By contributors Jessica Kronzer, Isabela Gladston and Jake Conley
Local Democrats branded a downtown rally on June 15 as an official beginning of the fall campaign for the area’s seat in the Virginia House of Delegates — a starting point that seemed both simultaneously late and early.
In some senses, the November election remains far off, and with so much reopening over the past few weeks, it can be tough for candidates to get people’s attention. But, for area Democrats who have sought to flip the 26th District seat in recent years, less than five months until an election is the political equivalent of a blink, especially when trying to unseat an established Republican incumbent like Del. Tony Wilt.
Nevertheless, about 100 people attended Democratic candidate Bill Helsley’s first public rally, which he held downtown June 15. Instead of taking the label of politician, Helsley — a lawyer — is marketing himself as a well-tempered man of the people. At the rally, he quoted Martin Luther King Jr.’s words: “While we, each of us and our families, came to this country in a separate boat, today we are all in the same boat together.”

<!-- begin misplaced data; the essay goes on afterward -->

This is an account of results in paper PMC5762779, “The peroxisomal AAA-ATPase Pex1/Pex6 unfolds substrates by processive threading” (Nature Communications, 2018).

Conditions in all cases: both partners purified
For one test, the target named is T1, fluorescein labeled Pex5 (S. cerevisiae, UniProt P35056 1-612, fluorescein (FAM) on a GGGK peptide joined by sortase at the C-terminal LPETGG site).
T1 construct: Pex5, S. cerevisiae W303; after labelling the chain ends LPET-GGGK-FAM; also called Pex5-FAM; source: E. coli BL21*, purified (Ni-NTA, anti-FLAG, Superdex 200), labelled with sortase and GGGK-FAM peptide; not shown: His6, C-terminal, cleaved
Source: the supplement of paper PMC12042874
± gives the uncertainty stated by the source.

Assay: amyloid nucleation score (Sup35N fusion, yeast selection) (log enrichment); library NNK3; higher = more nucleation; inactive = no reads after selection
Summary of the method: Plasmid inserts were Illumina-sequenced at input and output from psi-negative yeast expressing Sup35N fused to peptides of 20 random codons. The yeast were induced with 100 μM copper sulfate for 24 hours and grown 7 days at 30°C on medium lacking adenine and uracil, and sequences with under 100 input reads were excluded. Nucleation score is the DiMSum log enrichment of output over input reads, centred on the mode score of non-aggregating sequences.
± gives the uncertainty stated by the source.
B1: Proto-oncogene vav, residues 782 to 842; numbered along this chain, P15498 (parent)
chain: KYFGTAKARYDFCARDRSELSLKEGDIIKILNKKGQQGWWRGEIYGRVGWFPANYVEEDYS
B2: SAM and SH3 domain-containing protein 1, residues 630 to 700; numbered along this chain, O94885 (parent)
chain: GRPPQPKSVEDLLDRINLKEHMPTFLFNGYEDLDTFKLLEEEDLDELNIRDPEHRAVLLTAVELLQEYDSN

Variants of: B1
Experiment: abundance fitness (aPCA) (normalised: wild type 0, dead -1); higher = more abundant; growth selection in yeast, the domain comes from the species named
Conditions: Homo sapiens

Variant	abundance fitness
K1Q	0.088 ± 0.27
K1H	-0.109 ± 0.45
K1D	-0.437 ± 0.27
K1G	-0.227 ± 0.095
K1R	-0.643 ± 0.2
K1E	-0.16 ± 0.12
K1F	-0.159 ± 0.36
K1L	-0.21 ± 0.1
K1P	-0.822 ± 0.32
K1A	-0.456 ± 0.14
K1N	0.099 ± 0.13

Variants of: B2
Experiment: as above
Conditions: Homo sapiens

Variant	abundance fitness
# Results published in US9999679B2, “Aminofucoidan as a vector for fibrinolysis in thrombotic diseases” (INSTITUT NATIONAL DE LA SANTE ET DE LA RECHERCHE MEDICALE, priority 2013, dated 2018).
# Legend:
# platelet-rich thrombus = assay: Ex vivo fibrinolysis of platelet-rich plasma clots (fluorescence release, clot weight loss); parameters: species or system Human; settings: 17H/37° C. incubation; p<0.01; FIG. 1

“I’ve spent 36 years fighting for my clients,” Helsley said, “so it is only fitting for me to stand on the steps of the courthouse where I have been a trusted advocate to literally thousands of Rockingham County and Harrisonburg citizens.”
Helsley also is seeking to downplay party labels as he seeks to unseat Wilt, who held the 26th District seat for more than a decade. After running unopposed in his first three re-election bids (2011, ‘13 and ‘15), Wilt has turned away Democratic challenges during the last two elections, which were rough for other Virginia Republicans. But in 2017 and 2019, Wilt defeated Democrat Brent Finnegan with 55% and 54% of the vote, respectively.
For his part, Wilt has no intention of messing with a campaign approach that has worked for him, and he said he doesn’t plan to run any differently against Helsley.
He said his approach involves listening to the thoughts, ideas and concerns of the 26th district residents. Wilt said those concerns many of his constituents raised include job opportunities, educational opportunities, safety and security and the environment.